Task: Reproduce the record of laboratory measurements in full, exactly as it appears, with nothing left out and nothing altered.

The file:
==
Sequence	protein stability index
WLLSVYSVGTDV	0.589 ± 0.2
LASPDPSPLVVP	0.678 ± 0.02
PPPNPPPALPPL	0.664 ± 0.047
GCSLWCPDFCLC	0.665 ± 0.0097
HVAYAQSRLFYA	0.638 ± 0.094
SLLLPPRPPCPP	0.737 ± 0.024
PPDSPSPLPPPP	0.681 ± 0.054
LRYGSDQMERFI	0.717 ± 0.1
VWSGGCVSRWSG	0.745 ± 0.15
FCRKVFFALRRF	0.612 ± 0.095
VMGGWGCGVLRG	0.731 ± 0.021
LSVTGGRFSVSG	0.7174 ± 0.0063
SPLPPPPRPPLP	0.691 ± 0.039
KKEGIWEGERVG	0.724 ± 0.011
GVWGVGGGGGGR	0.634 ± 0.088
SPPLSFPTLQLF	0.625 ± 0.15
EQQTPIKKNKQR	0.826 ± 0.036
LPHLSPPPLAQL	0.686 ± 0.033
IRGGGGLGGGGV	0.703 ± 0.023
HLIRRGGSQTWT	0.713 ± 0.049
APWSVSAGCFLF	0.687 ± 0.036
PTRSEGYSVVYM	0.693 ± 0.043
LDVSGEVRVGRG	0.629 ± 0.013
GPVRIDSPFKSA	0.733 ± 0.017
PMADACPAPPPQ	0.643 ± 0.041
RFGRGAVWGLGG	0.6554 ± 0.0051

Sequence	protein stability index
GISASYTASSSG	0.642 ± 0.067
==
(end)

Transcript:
Sequence	protein stability index
WLLSVYSVGTDV	0.589 ± 0.2
LASPDPSPLVVP	0.678 ± 0.02
PPPNPPPALPPL	0.664 ± 0.047
GCSLWCPDFCLC	0.665 ± 0.0097
HVAYAQSRLFYA	0.638 ± 0.094
SLLLPPRPPCPP	0.737 ± 0.024
PPDSPSPLPPPP	0.681 ± 0.054
LRYGSDQMERFI	0.717 ± 0.1
VWSGGCVSRWSG	0.745 ± 0.15
FCRKVFFALRRF	0.612 ± 0.095
VMGGWGCGVLRG	0.731 ± 0.021
LSVTGGRFSVSG	0.7174 ± 0.0063
SPLPPPPRPPLP	0.691 ± 0.039
KKEGIWEGERVG	0.724 ± 0.011
GVWGVGGGGGGR	0.634 ± 0.088
SPPLSFPTLQLF	0.625 ± 0.15
EQQTPIKKNKQR	0.826 ± 0.036
LPHLSPPPLAQL	0.686 ± 0.033
IRGGGGLGGGGV	0.703 ± 0.023
HLIRRGGSQTWT	0.713 ± 0.049
APWSVSAGCFLF	0.687 ± 0.036
PTRSEGYSVVYM	0.693 ± 0.043
LDVSGEVRVGRG	0.629 ± 0.013
GPVRIDSPFKSA	0.733 ± 0.017
PMADACPAPPPQ	0.643 ± 0.041
RFGRGAVWGLGG	0.6554 ± 0.0051

Sequence	protein stability index
GISASYTASSSG	0.642 ± 0.067